The sampling rate for recording a talking pill bottle label is programmable, and depends upon the available memory and the required length of the synthetic, digital speech record. Those of skill will appreciate that known compression algorithms can be used to achieve maximum flexibility. IC 334' can support sampling rates of 4, 5.3, 6.4, 8, 10.67, 12.8, 16, and 32 kilohertz (kHz). IC 334' also can support u-Law (6, 7, or 8 bits per sample), differential u-Law (6, 7, or 8 bits per sample), PCM (8, 10, or 12 bits per sample), enhanced ADPCM (2, 3, 4, or 5 bits per sample), or variable-bit-rate optimized compression (high quality, moderate, high compression). In accordance with the alternative embodiment of the invention described herein, sixty-four seconds of audible recording are provided based upon an 8 kHz sampling rate and 4-bit ADPCM compression. Those of skill in the art will appreciate that other sampling rates and compression algorithms are contemplated as being within the spirit and scope of the invention. PC 402' may straightforwardly be programmed automatically to adjust the sampling rate and compression algorithm in real time for a given patient/prescription based upon the length of the required recording. PC 402' executing the software application, docking station 12' converting the USB to a SPI interface, and talking label 10' converting digital text to synthesized digital recorded speech are collectively referred to herein as a label-programming mechanism.

The software application that executes on PC 402' takes typed or other patient/prescription data from the pharmacy technician, converts the textual prescription information to digital audio, compresses the digital audio, and transmits the compressed digital audio along with commands to docking station 12' into which talking pill bottle label 10' is docked. Those of skill in the art will appreciate that the software application could further store a .wav (digital audio file) of the original, uncompressed and/or compressed audio file to disk with a filename consisting of the Rx number and a time/date stamp, as might be required for mail-order customers. In accordance with one embodiment of the invention, the software application is straightforwardly coded using existing software tools and languages, and executes on a WINDOWS operating system (OS)-based PC 402'. Those of skill in the art will appreciate, however, that such a software application could be a web-based application to which registered customers obtain access after logging into an ACCESSAMED.TM. website. Thus, the software application would be platform-independent and easily updated and/or otherwise maintained and/or improved.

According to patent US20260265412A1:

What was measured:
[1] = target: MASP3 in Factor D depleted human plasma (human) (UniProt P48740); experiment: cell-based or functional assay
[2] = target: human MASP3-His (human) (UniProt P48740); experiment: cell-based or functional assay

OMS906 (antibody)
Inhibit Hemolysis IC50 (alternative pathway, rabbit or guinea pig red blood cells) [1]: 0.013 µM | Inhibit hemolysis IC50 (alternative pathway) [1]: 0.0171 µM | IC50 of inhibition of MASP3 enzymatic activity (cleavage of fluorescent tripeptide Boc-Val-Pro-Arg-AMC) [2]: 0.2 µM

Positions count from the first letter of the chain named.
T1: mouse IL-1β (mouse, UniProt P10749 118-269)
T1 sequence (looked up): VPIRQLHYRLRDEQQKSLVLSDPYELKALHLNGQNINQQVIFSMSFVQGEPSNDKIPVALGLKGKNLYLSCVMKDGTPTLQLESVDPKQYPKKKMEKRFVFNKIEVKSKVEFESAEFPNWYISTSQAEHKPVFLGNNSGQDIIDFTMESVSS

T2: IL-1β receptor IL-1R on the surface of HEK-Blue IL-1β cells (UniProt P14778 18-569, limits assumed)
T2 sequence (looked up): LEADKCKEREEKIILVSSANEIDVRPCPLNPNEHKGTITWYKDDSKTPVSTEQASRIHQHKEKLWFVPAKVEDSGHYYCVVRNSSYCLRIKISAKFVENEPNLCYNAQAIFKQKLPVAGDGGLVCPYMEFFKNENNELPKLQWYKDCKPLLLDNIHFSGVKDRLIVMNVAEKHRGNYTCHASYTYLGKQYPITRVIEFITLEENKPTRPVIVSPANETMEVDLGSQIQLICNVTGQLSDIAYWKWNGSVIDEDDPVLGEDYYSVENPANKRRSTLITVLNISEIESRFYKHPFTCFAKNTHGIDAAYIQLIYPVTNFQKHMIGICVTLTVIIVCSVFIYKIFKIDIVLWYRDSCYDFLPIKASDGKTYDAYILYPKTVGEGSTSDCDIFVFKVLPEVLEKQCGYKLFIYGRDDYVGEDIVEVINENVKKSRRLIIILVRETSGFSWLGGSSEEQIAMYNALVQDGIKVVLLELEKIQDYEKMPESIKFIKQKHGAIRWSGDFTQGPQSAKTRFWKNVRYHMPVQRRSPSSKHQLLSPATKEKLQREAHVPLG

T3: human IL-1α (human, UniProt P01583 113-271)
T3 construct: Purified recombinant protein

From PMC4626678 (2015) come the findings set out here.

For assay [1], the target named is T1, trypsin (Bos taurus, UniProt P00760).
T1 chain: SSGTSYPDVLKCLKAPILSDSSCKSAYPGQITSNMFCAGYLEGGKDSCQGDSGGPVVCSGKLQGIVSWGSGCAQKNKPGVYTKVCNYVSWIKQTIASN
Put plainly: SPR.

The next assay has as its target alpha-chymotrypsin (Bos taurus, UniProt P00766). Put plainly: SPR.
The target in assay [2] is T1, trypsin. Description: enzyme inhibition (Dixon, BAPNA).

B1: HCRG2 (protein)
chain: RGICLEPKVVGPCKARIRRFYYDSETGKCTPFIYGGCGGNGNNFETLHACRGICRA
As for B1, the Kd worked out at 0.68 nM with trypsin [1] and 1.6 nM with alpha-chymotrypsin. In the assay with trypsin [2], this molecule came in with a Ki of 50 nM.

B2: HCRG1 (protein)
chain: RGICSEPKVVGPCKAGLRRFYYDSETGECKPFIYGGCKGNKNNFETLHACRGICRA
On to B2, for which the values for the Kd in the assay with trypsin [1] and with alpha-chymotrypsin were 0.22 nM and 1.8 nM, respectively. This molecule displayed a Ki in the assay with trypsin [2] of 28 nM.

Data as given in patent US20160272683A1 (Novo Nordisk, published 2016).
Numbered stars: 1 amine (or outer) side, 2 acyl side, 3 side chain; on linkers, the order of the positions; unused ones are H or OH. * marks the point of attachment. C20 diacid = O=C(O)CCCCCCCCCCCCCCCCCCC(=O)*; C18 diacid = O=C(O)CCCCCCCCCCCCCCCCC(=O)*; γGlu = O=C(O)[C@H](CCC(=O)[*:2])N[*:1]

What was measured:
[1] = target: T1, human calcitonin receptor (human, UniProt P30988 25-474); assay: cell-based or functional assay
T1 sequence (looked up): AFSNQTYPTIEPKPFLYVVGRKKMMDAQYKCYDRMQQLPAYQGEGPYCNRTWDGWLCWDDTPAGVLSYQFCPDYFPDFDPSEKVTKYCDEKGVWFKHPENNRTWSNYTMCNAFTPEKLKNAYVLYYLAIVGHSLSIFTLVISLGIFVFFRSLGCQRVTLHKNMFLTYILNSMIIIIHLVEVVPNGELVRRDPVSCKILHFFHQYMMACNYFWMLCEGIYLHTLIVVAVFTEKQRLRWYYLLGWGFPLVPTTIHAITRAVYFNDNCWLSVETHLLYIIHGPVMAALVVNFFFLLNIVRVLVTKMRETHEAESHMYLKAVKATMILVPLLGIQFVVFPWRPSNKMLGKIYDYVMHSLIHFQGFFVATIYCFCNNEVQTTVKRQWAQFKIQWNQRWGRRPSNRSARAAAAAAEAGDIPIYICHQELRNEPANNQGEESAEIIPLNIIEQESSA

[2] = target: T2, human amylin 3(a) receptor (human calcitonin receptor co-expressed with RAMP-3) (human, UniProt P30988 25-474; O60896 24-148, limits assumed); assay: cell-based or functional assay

Those of skill in the art will appreciate that the software architectures described and illustrated herein can be implemented in any suitable cede by the use of any suitable coding and language tools. For example, any one or more of C++, XML, Flash, Actionscript, and SQL are a suitable suite of tools for coding the invented system and device software.

FIG. 10 is a system block diagram illustrating the system for manufacturing the talking medicine bottle's talking label and talking medicine bottle bearing such a talking label shown in FIGS. 7-8 in accordance with the alternative embodiment of the invention. The differences between FIG. 10 and FIG. 4 are few: 1) unrecorded labels 412' and 410' and recorded label 410'' are of a different form factor and recording capacity and have a slightly different feature set; 2) docking station 408' is also of a different form factor and slightly different feature set; and 3) docking station 408' has a wired, e.g. USB, connection to PC 402'; and 4) no speaker is required since recording is automatic under control of application software residing and executing on PC 402'. Of course, the data format (not shown in FIG. 4 or 10) is also different, since PC 402', docking station 408', and talking pill bottle 10' are equipped to convert textual information to synthesized, digital speech information for audio recording in talking pill bottle 10'. Those of skill will appreciate that within the spirit and scope of the invention, the wired USB conveyance may instead take the form of a wireless conveyance such as a wireless router, infrared, RF, BlueTooth, or other suitable alternative.

FIGS. 11A and 11B are cut-away isometric views of the invented talking label by itself and of the talking label ported for prescription-contents recordation in the recording device, respectively, in accordance with the alternative embodiment of the invention. FIG. 11A shows talking label 10' including recessed PLAYback pushbutton 322', speaker 332', IC 334' and associated circuitry, one or more, e.g. two, circular disk batteries B1 and B2, a recording-only edge connector array 432, and adhesive film 336', all fitted within a lightweight housing 434. (Not shown in FIG. 11A for the sake of clarity and brevity is a PCB that mounts the various electrical components including the connector array lands.) Those of skill in the art will appreciate that housing 434 is formed of two snap-fit (and optionally adhered or otherwise suitably joined and/or fastened) halves for assembly and battery-installation purposes. FIG. 11B shows talking label 10' docked within docking station 12' for recording purposes. Docking station 12' may be seen to include a recess 436 for receiving talking label 10' partway therein, a recording edge connector array 438 that is physically and electrically compatible with connector array 432, a Type B USB port 440 for wired connection with PC 402' during programming of talking label 10', and USB-to-SPI interface 414, all fitted within a lightweight housing 442.